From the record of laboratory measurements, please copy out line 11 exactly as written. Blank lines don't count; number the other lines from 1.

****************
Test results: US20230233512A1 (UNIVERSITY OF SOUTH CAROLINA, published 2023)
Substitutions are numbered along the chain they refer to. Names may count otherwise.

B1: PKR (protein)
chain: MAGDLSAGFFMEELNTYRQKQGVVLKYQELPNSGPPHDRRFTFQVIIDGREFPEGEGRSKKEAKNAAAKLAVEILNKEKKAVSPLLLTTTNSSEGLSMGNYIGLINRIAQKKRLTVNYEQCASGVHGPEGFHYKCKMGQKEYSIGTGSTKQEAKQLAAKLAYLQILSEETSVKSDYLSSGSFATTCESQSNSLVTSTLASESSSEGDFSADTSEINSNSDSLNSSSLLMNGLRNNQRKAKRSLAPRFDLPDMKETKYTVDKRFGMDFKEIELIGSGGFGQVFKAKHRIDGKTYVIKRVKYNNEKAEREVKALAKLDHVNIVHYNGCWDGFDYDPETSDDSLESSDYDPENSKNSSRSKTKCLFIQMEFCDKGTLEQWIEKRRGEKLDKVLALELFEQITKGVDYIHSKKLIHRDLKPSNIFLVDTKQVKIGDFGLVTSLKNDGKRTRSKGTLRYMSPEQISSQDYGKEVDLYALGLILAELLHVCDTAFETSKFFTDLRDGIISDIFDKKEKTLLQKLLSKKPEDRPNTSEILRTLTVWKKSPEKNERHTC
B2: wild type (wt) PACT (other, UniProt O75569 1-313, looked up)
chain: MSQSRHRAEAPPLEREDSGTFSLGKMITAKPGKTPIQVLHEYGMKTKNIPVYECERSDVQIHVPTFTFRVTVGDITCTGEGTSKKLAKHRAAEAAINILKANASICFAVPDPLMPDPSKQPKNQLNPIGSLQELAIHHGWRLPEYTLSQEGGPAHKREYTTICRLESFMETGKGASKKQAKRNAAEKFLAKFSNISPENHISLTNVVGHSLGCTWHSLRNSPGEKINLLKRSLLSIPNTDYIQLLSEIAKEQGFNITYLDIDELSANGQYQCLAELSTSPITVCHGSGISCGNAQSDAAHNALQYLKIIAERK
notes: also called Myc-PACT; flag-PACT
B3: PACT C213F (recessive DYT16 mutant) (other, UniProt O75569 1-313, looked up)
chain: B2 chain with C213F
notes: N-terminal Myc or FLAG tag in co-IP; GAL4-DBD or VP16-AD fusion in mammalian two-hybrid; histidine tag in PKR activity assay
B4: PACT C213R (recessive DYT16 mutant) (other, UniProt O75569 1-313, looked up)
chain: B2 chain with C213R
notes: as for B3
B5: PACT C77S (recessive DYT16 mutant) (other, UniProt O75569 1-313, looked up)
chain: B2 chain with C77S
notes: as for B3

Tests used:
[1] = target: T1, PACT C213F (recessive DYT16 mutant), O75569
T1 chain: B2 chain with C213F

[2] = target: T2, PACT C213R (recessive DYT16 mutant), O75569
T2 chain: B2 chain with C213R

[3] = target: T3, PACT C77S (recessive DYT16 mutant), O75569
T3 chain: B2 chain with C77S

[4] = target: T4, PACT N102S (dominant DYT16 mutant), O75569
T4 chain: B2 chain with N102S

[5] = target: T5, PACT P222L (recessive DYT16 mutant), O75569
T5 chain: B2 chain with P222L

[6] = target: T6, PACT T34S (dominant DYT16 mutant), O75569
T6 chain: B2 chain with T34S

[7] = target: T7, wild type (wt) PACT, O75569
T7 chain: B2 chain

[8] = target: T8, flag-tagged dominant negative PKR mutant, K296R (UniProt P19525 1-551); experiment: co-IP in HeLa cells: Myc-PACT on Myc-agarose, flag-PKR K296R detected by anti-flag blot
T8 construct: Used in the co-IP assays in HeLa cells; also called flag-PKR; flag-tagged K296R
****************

B4: PACT C213R (recessive DYT16 mutant) (other, UniProt O75569 1-313, looked up)